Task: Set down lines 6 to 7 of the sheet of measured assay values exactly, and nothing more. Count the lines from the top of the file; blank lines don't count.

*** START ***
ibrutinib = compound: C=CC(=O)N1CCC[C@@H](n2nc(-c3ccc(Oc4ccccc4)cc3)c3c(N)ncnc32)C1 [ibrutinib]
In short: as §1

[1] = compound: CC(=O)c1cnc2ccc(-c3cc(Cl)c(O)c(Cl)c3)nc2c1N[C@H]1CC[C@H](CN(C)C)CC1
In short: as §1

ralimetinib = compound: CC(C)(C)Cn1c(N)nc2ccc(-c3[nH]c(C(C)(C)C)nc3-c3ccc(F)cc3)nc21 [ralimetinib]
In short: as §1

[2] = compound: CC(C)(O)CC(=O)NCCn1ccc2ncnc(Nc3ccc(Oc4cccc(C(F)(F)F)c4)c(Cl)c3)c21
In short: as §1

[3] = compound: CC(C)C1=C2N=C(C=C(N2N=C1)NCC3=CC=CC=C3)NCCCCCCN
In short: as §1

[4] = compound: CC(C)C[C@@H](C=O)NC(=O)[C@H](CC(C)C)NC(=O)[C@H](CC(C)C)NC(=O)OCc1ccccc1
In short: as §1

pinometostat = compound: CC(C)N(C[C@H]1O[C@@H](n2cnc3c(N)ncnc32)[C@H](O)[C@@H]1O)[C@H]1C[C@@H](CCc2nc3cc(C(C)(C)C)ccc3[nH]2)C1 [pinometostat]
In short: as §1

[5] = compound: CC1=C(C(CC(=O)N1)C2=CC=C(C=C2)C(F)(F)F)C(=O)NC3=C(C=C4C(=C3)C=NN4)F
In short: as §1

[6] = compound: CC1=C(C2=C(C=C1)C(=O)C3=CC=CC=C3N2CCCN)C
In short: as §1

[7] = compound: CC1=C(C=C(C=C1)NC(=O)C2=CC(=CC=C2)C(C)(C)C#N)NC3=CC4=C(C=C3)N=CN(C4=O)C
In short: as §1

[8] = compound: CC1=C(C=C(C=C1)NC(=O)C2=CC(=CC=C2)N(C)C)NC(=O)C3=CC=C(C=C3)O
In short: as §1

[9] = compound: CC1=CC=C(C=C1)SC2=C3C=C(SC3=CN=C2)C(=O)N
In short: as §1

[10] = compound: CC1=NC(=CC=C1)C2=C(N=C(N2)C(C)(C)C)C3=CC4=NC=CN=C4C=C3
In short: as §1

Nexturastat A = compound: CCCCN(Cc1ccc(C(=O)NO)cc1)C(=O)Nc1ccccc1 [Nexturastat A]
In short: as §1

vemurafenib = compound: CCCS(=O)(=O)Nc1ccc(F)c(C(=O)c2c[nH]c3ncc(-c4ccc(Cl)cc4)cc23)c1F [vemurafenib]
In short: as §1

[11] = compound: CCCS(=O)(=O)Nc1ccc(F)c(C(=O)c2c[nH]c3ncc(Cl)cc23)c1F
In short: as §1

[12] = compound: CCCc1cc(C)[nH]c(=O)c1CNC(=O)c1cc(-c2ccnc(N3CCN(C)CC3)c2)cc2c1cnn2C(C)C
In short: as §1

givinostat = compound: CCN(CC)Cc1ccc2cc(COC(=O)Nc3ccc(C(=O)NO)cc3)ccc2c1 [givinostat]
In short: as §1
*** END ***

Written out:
In short: as §1

[2] = compound: CC(C)(O)CC(=O)NCCn1ccc2ncnc(Nc3ccc(Oc4cccc(C(F)(F)F)c4)c(Cl)c3)c21